ARM: Review - DML 1/72 Scale Tiger I with Zimmerit

Kit Review: DML 1-72 Armor Series Kit No. 7203; Sd. Kfz. 181 Ausf. E Tiger I
Late Production w/Zimmerit; 99 parts (94 in grey styrene, 2 brass exhaust
shrouds, 2 in black vinyl. 1 section of twisted wire); price $8.95
Advantages: new kit of a very popular subject; all styrene kit; first kit in
this scale with the zimmerit paste application molded into the plastic
Disadvantages: some parts simplified, e.g. tools molded in place, one or two
bad seams may be hard to align
Rating: Highly Recommended
Recommendation: for beginning modelers and small-scale German armor fans
If you model German armor, especially the mid-war items that left the factory
with the "Zimmerit" concrete paste on them to attempt to defeat Soviet magnetic
mines and grenades, then you know that for years you have had to do it the hard
way. Only Italeri ever attempted to give modelers the option in 1/35 scale, and
their two kits (Panther Ausf. A and Tiger I Ausf. E) met with mixed results.
Part of the problem was that their kits were provided smooth, and the zimmerit
parts had to be bent to shape and installed to the outer surface. Since they
were designed to carry these parts by the manufacturer, if you built them with
it you had a hard time getting a good fit and good finish; if you left them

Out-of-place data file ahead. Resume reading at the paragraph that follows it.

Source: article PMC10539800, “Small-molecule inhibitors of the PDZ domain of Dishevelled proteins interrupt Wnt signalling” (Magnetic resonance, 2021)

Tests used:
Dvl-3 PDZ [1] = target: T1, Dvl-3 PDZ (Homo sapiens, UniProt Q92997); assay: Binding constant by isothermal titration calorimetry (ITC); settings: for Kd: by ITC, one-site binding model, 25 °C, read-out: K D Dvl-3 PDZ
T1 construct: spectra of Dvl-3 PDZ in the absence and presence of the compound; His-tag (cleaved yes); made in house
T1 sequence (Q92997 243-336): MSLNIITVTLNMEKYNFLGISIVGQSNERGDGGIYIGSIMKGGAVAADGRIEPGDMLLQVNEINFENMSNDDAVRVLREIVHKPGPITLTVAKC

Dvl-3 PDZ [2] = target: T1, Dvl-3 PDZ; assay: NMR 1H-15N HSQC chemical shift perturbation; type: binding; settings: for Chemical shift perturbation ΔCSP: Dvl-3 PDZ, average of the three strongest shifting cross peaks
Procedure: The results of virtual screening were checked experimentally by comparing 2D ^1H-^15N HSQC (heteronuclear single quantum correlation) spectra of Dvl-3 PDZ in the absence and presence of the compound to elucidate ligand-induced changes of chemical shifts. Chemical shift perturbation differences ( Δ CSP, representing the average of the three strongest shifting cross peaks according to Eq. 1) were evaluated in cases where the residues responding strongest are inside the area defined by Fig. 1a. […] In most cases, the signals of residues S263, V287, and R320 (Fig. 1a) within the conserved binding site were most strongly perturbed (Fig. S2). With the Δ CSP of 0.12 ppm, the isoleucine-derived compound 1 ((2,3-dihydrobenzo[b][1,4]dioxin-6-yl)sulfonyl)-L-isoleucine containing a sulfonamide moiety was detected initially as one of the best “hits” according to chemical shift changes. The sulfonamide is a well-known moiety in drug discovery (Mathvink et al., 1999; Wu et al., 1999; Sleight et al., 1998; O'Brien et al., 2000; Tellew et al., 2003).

off, the models were underscale and looked anemic.
DML has now made a shot at this, and their initial effort is this kit of a
Tiger I with the zimmerit paste applied. As such, all parts come with the
surfaces engraved to represent the coating and appear to be very nicely done.
(Realize in real life this coating was only about 3-6 mm thick on average,
which amounts to about 0.04-0.08 mm in this scale.) This is also the first kit
in this scale with any attempt at it, and the initial look is that they did a
great job of it.
The zimmerit is represented on the lower hull front, sides, rear plate, turret
sides and mantelet, and upper hull glacis. All of these parts are new to the
earlier "clean" Tiger kit and totally replace them.
The only bugaboo may be getting a good seam at the rear of the turret, but
with some judicious use of a good slow-drying liquid cement like Testor's and a
good Xacto knife, the seam should be easy to conceal.
This looks to be a really straightforward model, and the only complaint I
foresee from some more serious modelers is the fact that the shovel and other
small bits are molded in place on the top of the hull. It does, however,
include a scale thickness steel cable for the tow cables.
Two finishes are suggested: s.Pz.Abt. 102 in Normandy, June 1944, and
s.Pz.Abt. 101 in Normandy, July 1944.
Overall, this is a nice step by DML and one that should be well received,
especially among new modelers not sure as to how to best replicate zimmerit. It
also cries out for drybrushing!
Thanks to Freddie Leung for the review sample.
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